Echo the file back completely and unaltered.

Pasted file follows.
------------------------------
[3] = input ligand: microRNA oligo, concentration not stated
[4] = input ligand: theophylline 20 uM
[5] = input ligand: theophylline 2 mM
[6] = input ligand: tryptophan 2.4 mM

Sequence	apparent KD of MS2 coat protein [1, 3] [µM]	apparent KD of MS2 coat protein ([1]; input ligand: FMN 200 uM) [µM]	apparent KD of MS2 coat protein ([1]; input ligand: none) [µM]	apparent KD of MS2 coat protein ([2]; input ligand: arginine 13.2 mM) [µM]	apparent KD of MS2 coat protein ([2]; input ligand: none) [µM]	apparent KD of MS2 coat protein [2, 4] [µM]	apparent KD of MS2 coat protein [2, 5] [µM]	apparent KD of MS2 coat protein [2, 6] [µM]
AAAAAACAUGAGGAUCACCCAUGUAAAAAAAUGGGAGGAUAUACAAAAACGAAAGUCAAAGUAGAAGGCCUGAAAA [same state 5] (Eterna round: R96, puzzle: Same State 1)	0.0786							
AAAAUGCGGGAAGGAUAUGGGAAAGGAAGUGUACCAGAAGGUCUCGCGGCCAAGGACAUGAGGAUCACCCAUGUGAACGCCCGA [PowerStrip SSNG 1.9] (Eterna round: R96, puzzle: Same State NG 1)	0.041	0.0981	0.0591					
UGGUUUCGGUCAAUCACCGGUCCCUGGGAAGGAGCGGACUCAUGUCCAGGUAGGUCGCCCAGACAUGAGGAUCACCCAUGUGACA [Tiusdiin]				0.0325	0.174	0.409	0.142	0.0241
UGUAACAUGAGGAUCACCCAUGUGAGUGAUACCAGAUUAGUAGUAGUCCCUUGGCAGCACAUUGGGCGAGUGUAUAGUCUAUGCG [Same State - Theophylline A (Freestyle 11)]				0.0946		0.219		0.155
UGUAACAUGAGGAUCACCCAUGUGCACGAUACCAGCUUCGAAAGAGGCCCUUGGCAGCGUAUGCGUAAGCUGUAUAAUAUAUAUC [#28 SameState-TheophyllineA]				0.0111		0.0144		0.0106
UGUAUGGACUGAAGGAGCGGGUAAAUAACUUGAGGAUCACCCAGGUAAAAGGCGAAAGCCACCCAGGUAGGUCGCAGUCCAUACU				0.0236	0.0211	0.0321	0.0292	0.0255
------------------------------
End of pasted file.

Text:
[3] = input ligand: microRNA oligo, concentration not stated
[4] = input ligand: theophylline 20 uM
[5] = input ligand: theophylline 2 mM
[6] = input ligand: tryptophan 2.4 mM

Sequence	apparent KD of MS2 coat protein [1, 3] [µM]	apparent KD of MS2 coat protein ([1]; input ligand: FMN 200 uM) [µM]	apparent KD of MS2 coat protein ([1]; input ligand: none) [µM]	apparent KD of MS2 coat protein ([2]; input ligand: arginine 13.2 mM) [µM]	apparent KD of MS2 coat protein ([2]; input ligand: none) [µM]	apparent KD of MS2 coat protein [2, 4] [µM]	apparent KD of MS2 coat protein [2, 5] [µM]	apparent KD of MS2 coat protein [2, 6] [µM]
AAAAAACAUGAGGAUCACCCAUGUAAAAAAAUGGGAGGAUAUACAAAAACGAAAGUCAAAGUAGAAGGCCUGAAAA [same state 5] (Eterna round: R96, puzzle: Same State 1)	0.0786							
AAAAUGCGGGAAGGAUAUGGGAAAGGAAGUGUACCAGAAGGUCUCGCGGCCAAGGACAUGAGGAUCACCCAUGUGAACGCCCGA [PowerStrip SSNG 1.9] (Eterna round: R96, puzzle: Same State NG 1)	0.041	0.0981	0.0591					
UGGUUUCGGUCAAUCACCGGUCCCUGGGAAGGAGCGGACUCAUGUCCAGGUAGGUCGCCCAGACAUGAGGAUCACCCAUGUGACA [Tiusdiin]				0.0325	0.174	0.409	0.142	0.0241
UGUAACAUGAGGAUCACCCAUGUGAGUGAUACCAGAUUAGUAGUAGUCCCUUGGCAGCACAUUGGGCGAGUGUAUAGUCUAUGCG [Same State - Theophylline A (Freestyle 11)]				0.0946		0.219		0.155
UGUAACAUGAGGAUCACCCAUGUGCACGAUACCAGCUUCGAAAGAGGCCCUUGGCAGCGUAUGCGUAAGCUGUAUAAUAUAUAUC [#28 SameState-TheophyllineA]				0.0111		0.0144		0.0106
UGUAUGGACUGAAGGAGCGGGUAAAUAACUUGAGGAUCACCCAGGUAAAAGGCGAAAGCCACCCAGGUAGGUCGCAGUCCAUACU				0.0236	0.0211	0.0321	0.0292	0.0255